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 Tuesday, 14 January, 2003, 21:53 GMT
Q&A: Rosetta mission
Rosetta journey (Astrium)
Rosetta will probe the origin of the Solar System

A daring European Space Agency (Esa) mission to visit a comet should launch in 2003. BBC News Online looks at the facts of the mission.

How novel is this mission?

There have been only a handful of missions to comets and asteroids. Spacecraft have flown through the tails of comets or passed close to asteroids capturing images.

The big difference with Rosetta is that it will attempt to land a robot on a comet for the first time - an ambitious technical challenge.

The closest we have come so far was when the US space agency (Nasa) landed the spacecraft Near on the asteroid Eros in February 2001.

Rosetta lander (Photo: Astrium)
The lander will anchor itself to the comet's surface
Rosetta is Esa's second cometary mission. It follows Giotto, which visited Halley's comet in the 1980s.

"Giotto was a fleeting glimpse," says Dr Christopher Lee of Imperial College London.

"This is even more ambitious because we need to catch up with the comet, stay with it, orbit it and then land a lander on it."

Rosetta's primary target, Comet Wirtanen, was ruled out when concerns surfaced about the spacecraft's launch rocket and the mission was delayed. But a new target, when it is chosen, will probably be a similar body with an orbit that takes it out to planet Jupiter.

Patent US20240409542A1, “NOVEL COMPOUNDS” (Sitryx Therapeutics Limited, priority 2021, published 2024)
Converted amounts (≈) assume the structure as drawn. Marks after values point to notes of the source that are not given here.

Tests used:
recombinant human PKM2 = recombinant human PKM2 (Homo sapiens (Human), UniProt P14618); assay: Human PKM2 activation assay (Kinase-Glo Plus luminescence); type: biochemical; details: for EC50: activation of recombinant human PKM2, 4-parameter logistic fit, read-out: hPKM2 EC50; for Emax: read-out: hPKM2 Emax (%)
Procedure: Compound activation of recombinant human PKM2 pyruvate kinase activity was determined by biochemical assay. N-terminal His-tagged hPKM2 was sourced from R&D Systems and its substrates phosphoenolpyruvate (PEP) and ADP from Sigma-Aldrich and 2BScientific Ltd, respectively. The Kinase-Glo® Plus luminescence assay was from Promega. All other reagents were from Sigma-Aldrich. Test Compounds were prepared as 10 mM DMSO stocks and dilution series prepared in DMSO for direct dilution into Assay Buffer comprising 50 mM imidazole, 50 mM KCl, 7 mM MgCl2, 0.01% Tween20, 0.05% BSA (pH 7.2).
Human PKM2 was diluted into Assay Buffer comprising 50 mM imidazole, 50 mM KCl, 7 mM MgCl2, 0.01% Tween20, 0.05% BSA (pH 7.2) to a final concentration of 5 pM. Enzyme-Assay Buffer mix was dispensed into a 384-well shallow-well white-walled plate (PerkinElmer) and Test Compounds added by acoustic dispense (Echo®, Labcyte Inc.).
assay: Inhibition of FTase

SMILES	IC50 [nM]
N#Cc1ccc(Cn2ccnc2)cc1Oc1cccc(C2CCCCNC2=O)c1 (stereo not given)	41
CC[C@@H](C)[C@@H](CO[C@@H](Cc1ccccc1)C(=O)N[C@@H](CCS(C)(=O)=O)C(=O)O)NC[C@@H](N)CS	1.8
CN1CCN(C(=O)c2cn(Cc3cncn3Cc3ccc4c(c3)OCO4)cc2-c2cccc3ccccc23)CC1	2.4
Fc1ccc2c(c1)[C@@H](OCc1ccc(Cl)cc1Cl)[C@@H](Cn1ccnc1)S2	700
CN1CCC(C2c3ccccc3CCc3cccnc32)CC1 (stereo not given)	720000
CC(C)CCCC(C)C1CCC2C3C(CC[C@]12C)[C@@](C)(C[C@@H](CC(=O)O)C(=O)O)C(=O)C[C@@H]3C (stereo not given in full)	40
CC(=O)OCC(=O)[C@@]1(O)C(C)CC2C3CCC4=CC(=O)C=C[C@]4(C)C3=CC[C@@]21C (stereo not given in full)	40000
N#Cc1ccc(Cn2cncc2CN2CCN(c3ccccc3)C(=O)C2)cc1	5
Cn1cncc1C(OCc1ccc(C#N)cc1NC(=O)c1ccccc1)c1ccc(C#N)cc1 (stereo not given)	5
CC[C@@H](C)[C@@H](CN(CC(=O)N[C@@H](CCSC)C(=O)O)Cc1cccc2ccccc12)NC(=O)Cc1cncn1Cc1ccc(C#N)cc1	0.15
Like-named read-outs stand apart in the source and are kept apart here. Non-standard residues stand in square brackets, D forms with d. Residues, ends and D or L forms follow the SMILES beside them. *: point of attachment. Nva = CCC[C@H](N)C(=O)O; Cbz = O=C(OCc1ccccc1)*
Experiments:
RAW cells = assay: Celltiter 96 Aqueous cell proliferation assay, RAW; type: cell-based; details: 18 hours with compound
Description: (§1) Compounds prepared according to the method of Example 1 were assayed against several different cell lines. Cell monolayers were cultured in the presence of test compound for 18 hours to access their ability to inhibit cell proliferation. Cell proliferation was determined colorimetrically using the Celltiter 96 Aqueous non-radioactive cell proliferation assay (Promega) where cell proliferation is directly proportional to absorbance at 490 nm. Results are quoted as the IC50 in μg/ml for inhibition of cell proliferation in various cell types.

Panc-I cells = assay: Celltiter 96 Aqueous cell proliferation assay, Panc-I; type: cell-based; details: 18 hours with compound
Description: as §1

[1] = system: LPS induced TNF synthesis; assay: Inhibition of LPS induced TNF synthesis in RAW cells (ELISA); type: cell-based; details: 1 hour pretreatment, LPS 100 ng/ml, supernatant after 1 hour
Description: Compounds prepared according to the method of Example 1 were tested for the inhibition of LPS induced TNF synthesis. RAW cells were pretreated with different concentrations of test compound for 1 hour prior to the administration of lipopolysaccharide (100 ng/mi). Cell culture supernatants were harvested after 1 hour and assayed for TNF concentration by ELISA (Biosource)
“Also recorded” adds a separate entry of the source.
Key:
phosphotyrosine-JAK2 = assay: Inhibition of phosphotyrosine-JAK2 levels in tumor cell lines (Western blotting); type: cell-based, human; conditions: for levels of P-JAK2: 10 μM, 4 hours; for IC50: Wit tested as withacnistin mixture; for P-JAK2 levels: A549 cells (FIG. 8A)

"The European Space Agency has never done anything that has gone as far as Jupiter before," says Dr Chris Carr of Imperial College London.

"That's been in the realm of the Americans - so it's quite a departure."

What other mission to comets have there been?

  • The first spacecraft to visit a comet was the International Cometary Explorer, led by Nasa. It passed through the tail of Comet Giacobini-Zinner in 1985.
  • Six space probes visited Comet Halley in 1986: the USSR-led Vega-1 and Vega-2, two Japanese probes - Suisei and Sakigake - and the International Cometary Explorer.
  • In 1992, Giotto became the first spacecraft to visit two comets when it passed within 200 km (124 miles) of Grigg-Skjellerup.
  • In September last year, the Deep Space 1 probe got within 3,000 km of Comet Borrelly to produce some astonishing images of a cometary nucleus - the best since Giotto's pictures of Halley.

Are any other comet missions in the pipeline?

Yes - a Nasa mission known as Deep Impact. It aims to blast a crater in a comet and analyse the debris.

Deep Impact is heading for Comet Tempel 1, another member of the Jupiter family of comets. It is scheduled for launch in July 2002.

Another Nasa comet mission, Contour, was lost in 2002. It was meant to rendezvous with at least two comets over the course of four years on a 48-million-km journey.

Contour was supposed to get within 100 km of Comet Encke in 2003 and Comet Schwassmann-Wachmann 3 in 2006.

Images courtesy of Astrium.

Rosetta Space Mission

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18 Jan 03 | Science/Nature
26 Sep 01 | Science/Nature
23 Sep 01 | Science/Nature
05 Jul 01 | Science/Nature
27 May 01 | Science/Nature
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